At this point, we need to explicitly recognize common aspects of biological systems. They are highly regulated, adaptive and homeostatic - that is, they can adjust their behavior to changes in their environment (both internal and external) to maintain the living state. These types of behaviors are based on various forms of feedback regulation. In the case of the bacterial gene expression system, there are genes that encode specific transcription factors. Which of these genes are expressed determines which transcription factor proteins are present and which genes are actively expressed. Of course, the gene encoding a specific transcription factor is itself regulated. Transcription factors can act positively or negatively, which means that they can lead to the activation of transcription or its inhibition. In addition the activity of a particular transcription factors can be regulated (a topic we will return to later on in this chapter).

    For a transcription factor to regulate a specific gene, either positively or negatively, it must be able to bind to specific sites on the DNA. Whether or not a gene is expressed (whether it is “on” or “off”) depends upon which transcription factors are expressed, are active, and can interact productively with the DNA-dependent, RNA polymerase (RNA polymerase). Inactivation of a transcription factor can involve a number of mechanisms, including its destruction, modification, or interactions with other proteins, so that it can no longer interacts productively with either its target DNA sequence or the RNA polymerase. Once a transcription factor is active, it can diffuse through out the cell and (in prokaryotic cells that do not have barrier control interactions with DNA) can bind to its target DNA sequences. Now an RNA polymerase can bind to the DNA-transcription factor complex, an interactions that leads to the activation of the RNA polymerase and the initiation of RNA synthesis, using one DNA strand to direct RNA synthesis. Once RNA polymerase has been activated, it will move away from the transcription factor-DNA complex. The DNA bound transcription factor can then bind another polymerase or the transcription factor can release from the DNA (in response to molecular level collisions), which will diffuse away, interact with other regulatory factors, or rebind to other sites in the DNA. Clearly the number of copies of the transcription factor and its interaction partners and DNA binding sites will impact the behavior of the system.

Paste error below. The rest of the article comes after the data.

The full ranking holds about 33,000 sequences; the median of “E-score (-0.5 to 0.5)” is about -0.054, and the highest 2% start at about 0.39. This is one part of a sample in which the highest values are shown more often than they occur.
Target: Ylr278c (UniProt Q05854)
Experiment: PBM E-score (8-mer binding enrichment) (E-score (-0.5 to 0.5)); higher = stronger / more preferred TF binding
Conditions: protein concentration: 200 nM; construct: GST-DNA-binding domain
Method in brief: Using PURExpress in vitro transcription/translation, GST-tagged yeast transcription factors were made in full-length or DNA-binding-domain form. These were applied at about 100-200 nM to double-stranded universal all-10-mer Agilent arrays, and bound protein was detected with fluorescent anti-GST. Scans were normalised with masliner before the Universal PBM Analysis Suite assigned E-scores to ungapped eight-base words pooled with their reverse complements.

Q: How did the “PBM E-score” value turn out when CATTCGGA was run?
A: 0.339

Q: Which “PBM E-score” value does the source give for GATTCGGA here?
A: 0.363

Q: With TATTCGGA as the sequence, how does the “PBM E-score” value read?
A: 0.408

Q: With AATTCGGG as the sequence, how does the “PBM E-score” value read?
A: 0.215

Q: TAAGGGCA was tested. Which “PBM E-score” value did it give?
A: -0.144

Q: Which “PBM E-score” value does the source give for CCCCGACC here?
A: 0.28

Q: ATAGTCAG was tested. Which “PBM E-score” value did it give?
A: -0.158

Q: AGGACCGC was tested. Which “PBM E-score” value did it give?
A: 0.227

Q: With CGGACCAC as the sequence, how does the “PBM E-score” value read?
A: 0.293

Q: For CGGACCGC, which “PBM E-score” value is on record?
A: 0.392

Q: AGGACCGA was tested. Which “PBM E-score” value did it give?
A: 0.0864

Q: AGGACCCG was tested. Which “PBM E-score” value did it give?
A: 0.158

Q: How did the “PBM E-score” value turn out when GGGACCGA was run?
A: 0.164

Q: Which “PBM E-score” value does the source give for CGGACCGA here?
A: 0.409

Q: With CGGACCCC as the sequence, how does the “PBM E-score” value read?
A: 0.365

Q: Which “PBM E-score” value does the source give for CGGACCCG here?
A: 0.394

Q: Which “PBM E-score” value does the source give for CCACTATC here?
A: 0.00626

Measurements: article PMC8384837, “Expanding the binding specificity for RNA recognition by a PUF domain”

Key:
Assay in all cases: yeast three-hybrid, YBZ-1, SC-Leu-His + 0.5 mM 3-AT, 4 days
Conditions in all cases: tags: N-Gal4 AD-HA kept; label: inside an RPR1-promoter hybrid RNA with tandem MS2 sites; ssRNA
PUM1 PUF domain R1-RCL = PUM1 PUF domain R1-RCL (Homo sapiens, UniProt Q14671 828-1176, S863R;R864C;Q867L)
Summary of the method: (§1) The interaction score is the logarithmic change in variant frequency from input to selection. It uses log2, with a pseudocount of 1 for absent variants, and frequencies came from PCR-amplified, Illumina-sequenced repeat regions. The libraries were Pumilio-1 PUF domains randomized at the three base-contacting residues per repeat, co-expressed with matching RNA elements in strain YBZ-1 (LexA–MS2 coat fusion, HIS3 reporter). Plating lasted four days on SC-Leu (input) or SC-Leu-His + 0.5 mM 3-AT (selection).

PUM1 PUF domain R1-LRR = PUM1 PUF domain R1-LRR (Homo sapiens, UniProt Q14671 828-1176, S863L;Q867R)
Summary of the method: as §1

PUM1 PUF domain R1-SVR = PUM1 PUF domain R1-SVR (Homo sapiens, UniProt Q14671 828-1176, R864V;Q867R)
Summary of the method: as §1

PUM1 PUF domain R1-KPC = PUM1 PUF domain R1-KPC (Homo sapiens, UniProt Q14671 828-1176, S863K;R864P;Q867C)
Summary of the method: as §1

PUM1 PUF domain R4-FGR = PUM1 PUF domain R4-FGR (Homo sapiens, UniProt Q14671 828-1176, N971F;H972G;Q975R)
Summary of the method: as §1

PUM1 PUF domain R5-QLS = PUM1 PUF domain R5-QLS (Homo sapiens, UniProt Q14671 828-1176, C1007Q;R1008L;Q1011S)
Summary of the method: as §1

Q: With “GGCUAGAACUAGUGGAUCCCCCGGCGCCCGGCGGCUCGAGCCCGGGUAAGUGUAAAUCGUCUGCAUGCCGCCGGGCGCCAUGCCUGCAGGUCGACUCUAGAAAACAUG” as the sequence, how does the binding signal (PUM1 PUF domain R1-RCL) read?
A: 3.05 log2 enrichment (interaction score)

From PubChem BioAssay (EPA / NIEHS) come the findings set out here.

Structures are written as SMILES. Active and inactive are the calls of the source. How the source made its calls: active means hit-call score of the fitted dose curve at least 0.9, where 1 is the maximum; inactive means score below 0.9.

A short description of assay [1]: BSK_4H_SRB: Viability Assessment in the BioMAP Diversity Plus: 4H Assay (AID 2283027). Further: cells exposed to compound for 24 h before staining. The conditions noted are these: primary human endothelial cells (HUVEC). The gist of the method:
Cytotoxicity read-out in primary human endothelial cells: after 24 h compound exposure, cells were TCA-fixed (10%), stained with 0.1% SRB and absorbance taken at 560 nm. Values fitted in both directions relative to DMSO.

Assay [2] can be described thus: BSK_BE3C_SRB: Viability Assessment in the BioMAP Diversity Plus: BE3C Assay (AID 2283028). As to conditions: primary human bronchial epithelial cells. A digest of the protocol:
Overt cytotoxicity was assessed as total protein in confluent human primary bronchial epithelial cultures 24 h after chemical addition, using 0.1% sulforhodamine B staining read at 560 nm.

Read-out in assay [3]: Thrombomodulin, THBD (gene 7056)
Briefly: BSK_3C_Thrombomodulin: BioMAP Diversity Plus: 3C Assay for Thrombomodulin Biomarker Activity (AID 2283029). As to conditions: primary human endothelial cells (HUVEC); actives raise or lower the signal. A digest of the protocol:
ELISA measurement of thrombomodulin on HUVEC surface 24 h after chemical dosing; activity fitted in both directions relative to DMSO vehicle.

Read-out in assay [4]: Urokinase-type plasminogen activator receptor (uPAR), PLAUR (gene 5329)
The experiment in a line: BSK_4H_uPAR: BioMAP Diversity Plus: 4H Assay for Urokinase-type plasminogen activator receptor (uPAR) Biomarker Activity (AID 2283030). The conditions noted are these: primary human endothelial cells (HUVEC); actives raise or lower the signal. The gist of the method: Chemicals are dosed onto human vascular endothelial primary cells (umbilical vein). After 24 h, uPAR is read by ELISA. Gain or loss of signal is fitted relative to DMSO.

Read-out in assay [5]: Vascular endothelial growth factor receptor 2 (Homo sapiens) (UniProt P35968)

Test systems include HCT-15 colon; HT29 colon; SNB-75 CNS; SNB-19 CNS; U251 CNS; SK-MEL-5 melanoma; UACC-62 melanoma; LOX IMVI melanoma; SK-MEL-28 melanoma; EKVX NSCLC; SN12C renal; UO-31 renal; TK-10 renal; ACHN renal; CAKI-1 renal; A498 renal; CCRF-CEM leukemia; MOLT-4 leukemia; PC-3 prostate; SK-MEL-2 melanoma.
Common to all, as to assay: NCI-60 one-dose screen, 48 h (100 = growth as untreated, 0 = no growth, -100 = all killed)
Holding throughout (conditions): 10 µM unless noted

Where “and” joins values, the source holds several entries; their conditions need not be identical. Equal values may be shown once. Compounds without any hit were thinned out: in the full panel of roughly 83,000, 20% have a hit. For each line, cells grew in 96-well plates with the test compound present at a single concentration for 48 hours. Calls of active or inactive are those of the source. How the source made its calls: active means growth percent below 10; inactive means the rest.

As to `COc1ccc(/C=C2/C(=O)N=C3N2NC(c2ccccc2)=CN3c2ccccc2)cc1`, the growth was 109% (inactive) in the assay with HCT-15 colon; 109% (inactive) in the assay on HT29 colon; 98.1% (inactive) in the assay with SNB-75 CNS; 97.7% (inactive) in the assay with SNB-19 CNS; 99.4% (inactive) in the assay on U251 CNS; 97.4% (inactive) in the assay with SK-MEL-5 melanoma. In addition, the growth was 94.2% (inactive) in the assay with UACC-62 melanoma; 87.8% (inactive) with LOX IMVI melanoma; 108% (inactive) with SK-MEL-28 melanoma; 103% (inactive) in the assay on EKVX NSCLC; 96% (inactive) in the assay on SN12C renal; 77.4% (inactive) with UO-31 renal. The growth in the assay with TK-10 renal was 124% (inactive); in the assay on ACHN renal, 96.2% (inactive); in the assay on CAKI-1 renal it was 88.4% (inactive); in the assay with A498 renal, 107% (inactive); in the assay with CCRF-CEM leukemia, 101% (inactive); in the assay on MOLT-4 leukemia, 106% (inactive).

As a reminder, RNA synthesis is a thermodynamically unfavorable reaction, so for it to occur it must be coupled to a thermodynamically favorable reaction, in particular nucleotide triphosphate hydrolysis (see previous chapter). The RNA polymerase moves along the DNA (or the DNA moves through the RNA polymerase, your choice), to generate an RNA molecule (the transcript). Other signals within with the DNA lead to the termination of transcription and the release of the RNA polymerase. Once released, the RNA polymerase returns to its inactive state. It can act on another gene if the RNA polymerase interacts with a transcription factor bound to its promoter. Since multiple types transcription factor proteins are present within the cell and RNA polymerase can interact with all of them, which genes are expressed within a cell will depend upon the relative concentrations and activities of specific transcription factors and their regulatory proteins, together with the binding affinities of particular transcription factors for specific DNA sequences (compared to their general low-affinity binding to DNA in general).

    Contributors and Attributions

    • Michael W. Klymkowsky (University of Colorado Boulder) and Melanie M. Cooper (Michigan State University) with significant contributions by Emina Begovic & some editorial assistance of Rebecca Klymkowsky.

    This page titled 8.5: Protein synthesis: transcription (DNA to RNA) is shared under a not declared license and was authored, remixed, and/or curated by Michael W. Klymkowsky and Melanie M. Cooper.